calypso

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Absolutely! I spent 10 years as a sister in charge of 3 units for people living with dementia and fighting these stigmatising comments was non stop. The youngest I nursed, by the way, was 52. It can happen at any age, but is more common in the elderly. We fought that it should be seen as a neurological illness and so be paid for by the NHS, like any other neuro illness. Didn't work of course, the government say all the right things, but won't pay.
 
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ramboghettouk

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#9
dementia praecox used to be an old name for schitzoprenia, remember that diagnosis of hebephrenic schitzoprenia negative symptoms predominating, when i looked up hebephrenia in a dictionary it said an inevitable deteriation into complete insanity, "he also giggles for no apparent reason" i laughed at a fat psychiatrist
 
calypso

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I think that was in the past and not how we use the word dementia now. Its an organic illness which often causes psychotic symptoms due to brain changes, unlike anything proven in schizophrenia. Its a confusion in terms. Remember, they used to use words like moron, idiot, lunatic, in the old days for various MH difficulties and lumped in people with learning difficulties too.
 
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ramboghettouk

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#11
I think that was in the past and not how we use the word dementia now. Its an organic illness which often causes psychotic symptoms due to brain changes, unlike anything proven in schizophrenia. Its a confusion in terms. Remember, they used to use words like moron, idiot, lunatic, in the old days for various MH difficulties and lumped in people with learning difficulties too.
you knew where you stood with the old words would ian duncan smith be saying morons idiots and lunatics could work
 
calypso

calypso

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#12
Rambo - this is about organic dementia - not all you are talking about. Please don't think its the same thing as the MH labels, its not.
 
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ramboghettouk

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#13
Rambo - this is about organic dementia - not all you are talking about. Please don't think its the same thing as the MH labels, its not.
schitzoprenia used to be considered organic a lot of psychiatrists consider it that way too this day, and you were mentioning the stigmatising side of the old words i just pointed out that with the old language it'd be harder to justify the welfare reforms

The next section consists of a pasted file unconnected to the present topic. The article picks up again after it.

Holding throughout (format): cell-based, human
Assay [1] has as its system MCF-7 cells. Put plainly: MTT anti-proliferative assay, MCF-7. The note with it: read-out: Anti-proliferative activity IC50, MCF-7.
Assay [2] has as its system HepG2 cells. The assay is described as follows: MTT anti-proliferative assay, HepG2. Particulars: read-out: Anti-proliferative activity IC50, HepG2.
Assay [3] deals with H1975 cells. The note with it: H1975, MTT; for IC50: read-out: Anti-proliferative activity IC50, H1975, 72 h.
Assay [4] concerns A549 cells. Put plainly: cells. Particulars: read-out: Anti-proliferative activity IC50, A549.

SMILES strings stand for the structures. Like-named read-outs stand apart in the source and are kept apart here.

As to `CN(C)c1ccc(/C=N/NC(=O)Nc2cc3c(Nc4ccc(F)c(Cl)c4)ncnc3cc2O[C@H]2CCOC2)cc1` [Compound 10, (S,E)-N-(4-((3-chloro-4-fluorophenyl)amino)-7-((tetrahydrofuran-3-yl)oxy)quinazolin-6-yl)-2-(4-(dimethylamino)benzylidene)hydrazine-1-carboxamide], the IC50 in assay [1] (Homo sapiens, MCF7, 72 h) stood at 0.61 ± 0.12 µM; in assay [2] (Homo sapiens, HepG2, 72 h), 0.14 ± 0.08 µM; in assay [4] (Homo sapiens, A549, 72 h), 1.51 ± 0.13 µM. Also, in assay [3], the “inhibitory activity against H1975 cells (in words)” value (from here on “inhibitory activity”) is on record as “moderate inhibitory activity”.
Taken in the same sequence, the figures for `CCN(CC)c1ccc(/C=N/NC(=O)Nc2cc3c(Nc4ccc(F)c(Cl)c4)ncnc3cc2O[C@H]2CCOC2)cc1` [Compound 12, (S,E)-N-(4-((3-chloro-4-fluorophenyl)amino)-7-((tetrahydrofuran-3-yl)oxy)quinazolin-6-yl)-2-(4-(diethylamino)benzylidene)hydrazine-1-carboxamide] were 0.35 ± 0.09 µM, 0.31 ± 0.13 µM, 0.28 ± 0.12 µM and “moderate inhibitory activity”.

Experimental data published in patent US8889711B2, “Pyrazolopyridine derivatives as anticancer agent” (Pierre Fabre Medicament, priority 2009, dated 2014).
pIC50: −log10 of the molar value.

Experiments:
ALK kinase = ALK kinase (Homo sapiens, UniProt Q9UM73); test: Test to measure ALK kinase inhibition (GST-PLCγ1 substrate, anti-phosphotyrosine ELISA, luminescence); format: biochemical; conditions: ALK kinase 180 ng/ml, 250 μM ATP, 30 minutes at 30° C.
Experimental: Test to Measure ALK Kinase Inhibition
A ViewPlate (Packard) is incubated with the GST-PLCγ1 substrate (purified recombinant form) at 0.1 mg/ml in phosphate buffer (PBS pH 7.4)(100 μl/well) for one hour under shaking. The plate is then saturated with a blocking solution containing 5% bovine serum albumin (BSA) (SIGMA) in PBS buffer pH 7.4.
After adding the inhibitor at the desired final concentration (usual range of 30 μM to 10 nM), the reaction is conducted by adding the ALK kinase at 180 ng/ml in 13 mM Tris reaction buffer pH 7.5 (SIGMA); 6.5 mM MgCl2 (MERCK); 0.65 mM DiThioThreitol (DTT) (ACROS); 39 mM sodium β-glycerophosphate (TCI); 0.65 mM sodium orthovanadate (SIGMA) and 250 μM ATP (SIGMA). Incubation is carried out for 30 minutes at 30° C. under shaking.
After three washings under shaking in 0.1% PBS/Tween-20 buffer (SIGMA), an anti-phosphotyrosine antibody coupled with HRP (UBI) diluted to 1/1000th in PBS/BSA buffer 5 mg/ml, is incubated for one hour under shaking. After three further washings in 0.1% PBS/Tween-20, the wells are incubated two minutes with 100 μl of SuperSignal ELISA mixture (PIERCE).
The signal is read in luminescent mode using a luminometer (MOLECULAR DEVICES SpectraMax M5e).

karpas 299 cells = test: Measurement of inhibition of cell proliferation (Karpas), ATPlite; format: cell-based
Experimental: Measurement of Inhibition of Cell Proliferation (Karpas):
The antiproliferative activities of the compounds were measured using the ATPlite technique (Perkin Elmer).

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ettiene.dyer

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We toss around these words such as "dementia" as a way to rationalize the irrational. Funny thing is that the very word "dementia" when translated from the originating Latin, means "irrational or mad". So we are already doubly fucking ourselves if we try to rationalize the irrational. I don't write this to diminish those who have experiences trying to prove the irrational or rational, but to clarify what is going on. The very term "irrational" means that which is not rational. It is a sate of being that is not resolvable with rational reasoning. Probably because that was over utilized and the the only resort left was madnesses.

Imagine, if you will, you live in a world of color blind people, that can on see in black and white and you saw more of the spectrum, maybe you saw a family picture where everyone in it was a stranger. Maybe you forgot everyone to such detail and with such abandon, that you became an inhabitant in womb again. Imagine that process.

Imagine one day your husband, who liked his carrots diced and asked you to do so, came back to overlook your work and found they were left whole and he yelled at you because you didn't follow his very orderly command. Imagine your semi schizophrenic son watched this ordeal of his mother, whom had carried his body from egg to birth... in her body for nine months, suffering every growth spurt, kick, and mourning sickness away from the free girl she once was. Maybe that schizophrenic son whom your worst fear is that he would loose control now, would take the time to make whole your waxed carrot at every opportunity he had.

Old age is funny situation if you look at it. We experience it in stages and starts. At this point in my life I forget somethings and remember others. I hope to one day forget everything, and express the love my mother has up to this point towards me, in this very frightening ordeal called "her dementia".

By the way there has been lots of scary moments for me too. It seems there will be a lot more scary moments in the future. But for right now, lets not freak out if our carrots are diced or left whole. Lets not freak out if while we think we are whole, we don't remember and respect those that bore so much.